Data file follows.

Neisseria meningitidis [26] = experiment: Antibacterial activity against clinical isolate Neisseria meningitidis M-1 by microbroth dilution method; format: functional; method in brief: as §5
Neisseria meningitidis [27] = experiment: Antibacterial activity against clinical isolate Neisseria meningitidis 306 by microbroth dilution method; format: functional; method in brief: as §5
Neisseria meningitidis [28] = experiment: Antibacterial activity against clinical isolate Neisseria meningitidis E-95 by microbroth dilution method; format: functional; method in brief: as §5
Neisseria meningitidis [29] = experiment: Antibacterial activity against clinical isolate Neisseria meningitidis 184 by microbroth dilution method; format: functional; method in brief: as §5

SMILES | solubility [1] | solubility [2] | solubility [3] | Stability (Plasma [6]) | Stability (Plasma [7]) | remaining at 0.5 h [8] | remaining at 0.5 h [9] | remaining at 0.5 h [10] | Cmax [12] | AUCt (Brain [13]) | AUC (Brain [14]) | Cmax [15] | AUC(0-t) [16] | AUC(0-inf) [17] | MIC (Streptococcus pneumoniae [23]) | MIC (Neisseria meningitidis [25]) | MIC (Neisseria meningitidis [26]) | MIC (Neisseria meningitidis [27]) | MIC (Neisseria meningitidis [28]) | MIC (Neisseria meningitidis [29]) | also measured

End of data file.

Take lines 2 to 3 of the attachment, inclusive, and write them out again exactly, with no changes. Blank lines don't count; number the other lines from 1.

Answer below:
Neisseria meningitidis [27] = experiment: Antibacterial activity against clinical isolate Neisseria meningitidis 306 by microbroth dilution method; format: functional; method in brief: as §5
Neisseria meningitidis [28] = experiment: Antibacterial activity against clinical isolate Neisseria meningitidis E-95 by microbroth dilution method; format: functional; method in brief: as §5